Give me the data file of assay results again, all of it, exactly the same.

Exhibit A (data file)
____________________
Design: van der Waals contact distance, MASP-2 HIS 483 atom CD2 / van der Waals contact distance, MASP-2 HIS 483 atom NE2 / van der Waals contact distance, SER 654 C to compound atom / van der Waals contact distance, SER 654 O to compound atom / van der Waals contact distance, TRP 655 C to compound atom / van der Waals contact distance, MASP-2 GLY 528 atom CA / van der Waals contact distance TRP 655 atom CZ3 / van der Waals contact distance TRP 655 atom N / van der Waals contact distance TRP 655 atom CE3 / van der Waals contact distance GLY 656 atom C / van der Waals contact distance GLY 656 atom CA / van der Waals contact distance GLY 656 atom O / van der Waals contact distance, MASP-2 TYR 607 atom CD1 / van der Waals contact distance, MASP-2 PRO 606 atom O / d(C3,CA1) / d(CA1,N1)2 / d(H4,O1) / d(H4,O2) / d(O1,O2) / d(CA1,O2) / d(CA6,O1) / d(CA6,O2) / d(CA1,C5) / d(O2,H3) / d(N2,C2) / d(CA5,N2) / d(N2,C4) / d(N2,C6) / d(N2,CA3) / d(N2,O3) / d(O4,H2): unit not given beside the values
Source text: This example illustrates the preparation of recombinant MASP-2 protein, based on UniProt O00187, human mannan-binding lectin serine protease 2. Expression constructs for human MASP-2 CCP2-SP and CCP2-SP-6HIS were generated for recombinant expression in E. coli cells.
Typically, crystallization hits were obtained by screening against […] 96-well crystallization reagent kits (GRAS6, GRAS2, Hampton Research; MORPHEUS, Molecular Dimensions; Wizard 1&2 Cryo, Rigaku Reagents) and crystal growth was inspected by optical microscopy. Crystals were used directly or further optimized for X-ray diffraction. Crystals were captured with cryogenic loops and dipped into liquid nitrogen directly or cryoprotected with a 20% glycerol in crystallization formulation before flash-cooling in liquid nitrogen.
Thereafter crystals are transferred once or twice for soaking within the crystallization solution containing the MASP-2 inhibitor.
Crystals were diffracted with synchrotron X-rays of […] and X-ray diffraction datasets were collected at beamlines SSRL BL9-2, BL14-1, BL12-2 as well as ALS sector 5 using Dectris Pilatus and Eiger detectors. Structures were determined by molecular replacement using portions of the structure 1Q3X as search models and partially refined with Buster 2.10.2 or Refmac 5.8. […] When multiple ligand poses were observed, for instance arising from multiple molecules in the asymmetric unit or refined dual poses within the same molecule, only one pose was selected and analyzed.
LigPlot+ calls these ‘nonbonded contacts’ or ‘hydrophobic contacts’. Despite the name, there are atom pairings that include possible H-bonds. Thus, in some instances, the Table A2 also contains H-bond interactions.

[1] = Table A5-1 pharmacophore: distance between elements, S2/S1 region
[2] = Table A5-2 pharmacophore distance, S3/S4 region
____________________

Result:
Design: van der Waals contact distance, MASP-2 HIS 483 atom CD2 / van der Waals contact distance, MASP-2 HIS 483 atom NE2 / van der Waals contact distance, SER 654 C to compound atom / van der Waals contact distance, SER 654 O to compound atom / van der Waals contact distance, TRP 655 C to compound atom / van der Waals contact distance, MASP-2 GLY 528 atom CA / van der Waals contact distance TRP 655 atom CZ3 / van der Waals contact distance TRP 655 atom N / van der Waals contact distance TRP 655 atom CE3 / van der Waals contact distance GLY 656 atom C / van der Waals contact distance GLY 656 atom CA / van der Waals contact distance GLY 656 atom O / van der Waals contact distance, MASP-2 TYR 607 atom CD1 / van der Waals contact distance, MASP-2 PRO 606 atom O / d(C3,CA1) / d(CA1,N1)2 / d(H4,O1) / d(H4,O2) / d(O1,O2) / d(CA1,O2) / d(CA6,O1) / d(CA6,O2) / d(CA1,C5) / d(O2,H3) / d(N2,C2) / d(CA5,N2) / d(N2,C4) / d(N2,C6) / d(N2,CA3) / d(N2,O3) / d(O4,H2): unit not given beside the values
Source text: This example illustrates the preparation of recombinant MASP-2 protein, based on UniProt O00187, human mannan-binding lectin serine protease 2. Expression constructs for human MASP-2 CCP2-SP and CCP2-SP-6HIS were generated for recombinant expression in E. coli cells.
Typically, crystallization hits were obtained by screening against […] 96-well crystallization reagent kits (GRAS6, GRAS2, Hampton Research; MORPHEUS, Molecular Dimensions; Wizard 1&2 Cryo, Rigaku Reagents) and crystal growth was inspected by optical microscopy. Crystals were used directly or further optimized for X-ray diffraction. Crystals were captured with cryogenic loops and dipped into liquid nitrogen directly or cryoprotected with a 20% glycerol in crystallization formulation before flash-cooling in liquid nitrogen.
Thereafter crystals are transferred once or twice for soaking within the crystallization solution containing the MASP-2 inhibitor.
Crystals were diffracted with synchrotron X-rays of […] and X-ray diffraction datasets were collected at beamlines SSRL BL9-2, BL14-1, BL12-2 as well as ALS sector 5 using Dectris Pilatus and Eiger detectors. Structures were determined by molecular replacement using portions of the structure 1Q3X as search models and partially refined with Buster 2.10.2 or Refmac 5.8. […] When multiple ligand poses were observed, for instance arising from multiple molecules in the asymmetric unit or refined dual poses within the same molecule, only one pose was selected and analyzed.
LigPlot+ calls these ‘nonbonded contacts’ or ‘hydrophobic contacts’. Despite the name, there are atom pairings that include possible H-bonds. Thus, in some instances, the Table A2 also contains H-bond interactions.

[1] = Table A5-1 pharmacophore: distance between elements, S2/S1 region
[2] = Table A5-2 pharmacophore distance, S3/S4 region